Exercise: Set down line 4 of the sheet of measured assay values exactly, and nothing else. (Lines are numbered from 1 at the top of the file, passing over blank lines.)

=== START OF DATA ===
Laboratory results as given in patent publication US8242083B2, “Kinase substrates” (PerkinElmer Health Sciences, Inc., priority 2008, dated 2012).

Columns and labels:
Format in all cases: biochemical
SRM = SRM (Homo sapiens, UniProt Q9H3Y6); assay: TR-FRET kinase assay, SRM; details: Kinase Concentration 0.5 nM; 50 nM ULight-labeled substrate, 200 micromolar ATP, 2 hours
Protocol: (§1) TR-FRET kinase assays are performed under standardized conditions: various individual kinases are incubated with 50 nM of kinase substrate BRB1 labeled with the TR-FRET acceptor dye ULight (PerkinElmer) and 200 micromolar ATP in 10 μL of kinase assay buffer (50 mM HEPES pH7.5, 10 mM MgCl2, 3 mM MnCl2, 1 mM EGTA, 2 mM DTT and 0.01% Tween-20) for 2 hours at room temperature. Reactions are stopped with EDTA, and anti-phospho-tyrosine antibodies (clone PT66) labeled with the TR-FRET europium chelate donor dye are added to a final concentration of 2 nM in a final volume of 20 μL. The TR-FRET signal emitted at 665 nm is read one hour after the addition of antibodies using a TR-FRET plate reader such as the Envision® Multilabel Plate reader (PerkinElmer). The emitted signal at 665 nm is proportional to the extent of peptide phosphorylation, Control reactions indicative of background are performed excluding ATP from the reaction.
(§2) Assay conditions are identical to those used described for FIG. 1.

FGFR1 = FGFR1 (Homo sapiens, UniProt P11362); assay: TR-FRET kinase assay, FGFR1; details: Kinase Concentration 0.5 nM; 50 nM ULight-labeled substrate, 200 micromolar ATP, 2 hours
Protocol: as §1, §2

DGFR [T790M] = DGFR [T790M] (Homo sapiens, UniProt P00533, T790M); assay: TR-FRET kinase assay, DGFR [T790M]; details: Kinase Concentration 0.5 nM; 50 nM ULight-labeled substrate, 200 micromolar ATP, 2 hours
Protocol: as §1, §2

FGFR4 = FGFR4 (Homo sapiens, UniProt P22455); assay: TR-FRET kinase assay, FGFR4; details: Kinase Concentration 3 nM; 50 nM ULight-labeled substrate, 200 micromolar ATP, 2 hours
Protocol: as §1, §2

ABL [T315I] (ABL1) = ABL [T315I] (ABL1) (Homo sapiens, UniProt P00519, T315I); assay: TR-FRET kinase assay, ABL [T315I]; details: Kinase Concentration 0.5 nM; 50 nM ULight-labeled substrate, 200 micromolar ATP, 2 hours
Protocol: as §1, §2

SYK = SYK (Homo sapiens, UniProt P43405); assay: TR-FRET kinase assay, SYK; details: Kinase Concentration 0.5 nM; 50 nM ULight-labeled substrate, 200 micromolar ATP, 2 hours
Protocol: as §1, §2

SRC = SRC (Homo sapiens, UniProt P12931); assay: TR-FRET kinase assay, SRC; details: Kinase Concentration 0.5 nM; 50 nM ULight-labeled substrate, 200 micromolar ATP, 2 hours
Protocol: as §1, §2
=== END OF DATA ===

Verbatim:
SRM = SRM (Homo sapiens, UniProt Q9H3Y6); assay: TR-FRET kinase assay, SRM; details: Kinase Concentration 0.5 nM; 50 nM ULight-labeled substrate, 200 micromolar ATP, 2 hours